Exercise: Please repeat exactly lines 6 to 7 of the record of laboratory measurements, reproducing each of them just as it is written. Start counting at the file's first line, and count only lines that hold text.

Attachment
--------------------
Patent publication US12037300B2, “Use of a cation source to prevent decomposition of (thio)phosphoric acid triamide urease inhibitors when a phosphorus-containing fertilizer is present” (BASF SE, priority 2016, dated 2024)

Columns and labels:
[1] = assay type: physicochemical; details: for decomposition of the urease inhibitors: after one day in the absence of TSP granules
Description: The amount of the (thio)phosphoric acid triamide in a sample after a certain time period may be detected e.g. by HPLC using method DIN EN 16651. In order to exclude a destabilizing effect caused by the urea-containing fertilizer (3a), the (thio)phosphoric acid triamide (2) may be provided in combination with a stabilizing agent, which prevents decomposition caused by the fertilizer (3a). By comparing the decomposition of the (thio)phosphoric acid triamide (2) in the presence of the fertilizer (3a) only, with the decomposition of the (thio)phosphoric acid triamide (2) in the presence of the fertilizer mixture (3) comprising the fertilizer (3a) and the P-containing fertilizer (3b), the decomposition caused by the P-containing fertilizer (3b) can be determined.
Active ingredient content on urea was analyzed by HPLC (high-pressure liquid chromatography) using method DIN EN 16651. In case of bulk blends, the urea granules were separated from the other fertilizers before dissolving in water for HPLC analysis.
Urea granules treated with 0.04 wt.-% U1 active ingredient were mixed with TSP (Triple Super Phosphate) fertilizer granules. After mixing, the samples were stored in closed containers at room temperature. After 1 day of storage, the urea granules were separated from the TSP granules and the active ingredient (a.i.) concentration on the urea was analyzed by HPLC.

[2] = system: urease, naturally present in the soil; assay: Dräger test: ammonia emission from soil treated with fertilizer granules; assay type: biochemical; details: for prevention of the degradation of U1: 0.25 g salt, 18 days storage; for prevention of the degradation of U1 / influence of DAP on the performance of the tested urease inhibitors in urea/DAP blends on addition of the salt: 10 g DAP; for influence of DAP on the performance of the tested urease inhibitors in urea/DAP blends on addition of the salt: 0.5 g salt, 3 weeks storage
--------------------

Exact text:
Urea granules treated with 0.04 wt.-% U1 active ingredient were mixed with TSP (Triple Super Phosphate) fertilizer granules. After mixing, the samples were stored in closed containers at room temperature. After 1 day of storage, the urea granules were separated from the TSP granules and the active ingredient (a.i.) concentration on the urea was analyzed by HPLC.

[2] = system: urease, naturally present in the soil; assay: Dräger test: ammonia emission from soil treated with fertilizer granules; assay type: biochemical; details: for prevention of the degradation of U1: 0.25 g salt, 18 days storage; for prevention of the degradation of U1 / influence of DAP on the performance of the tested urease inhibitors in urea/DAP blends on addition of the salt: 10 g DAP; for influence of DAP on the performance of the tested urease inhibitors in urea/DAP blends on addition of the salt: 0.5 g salt, 3 weeks storage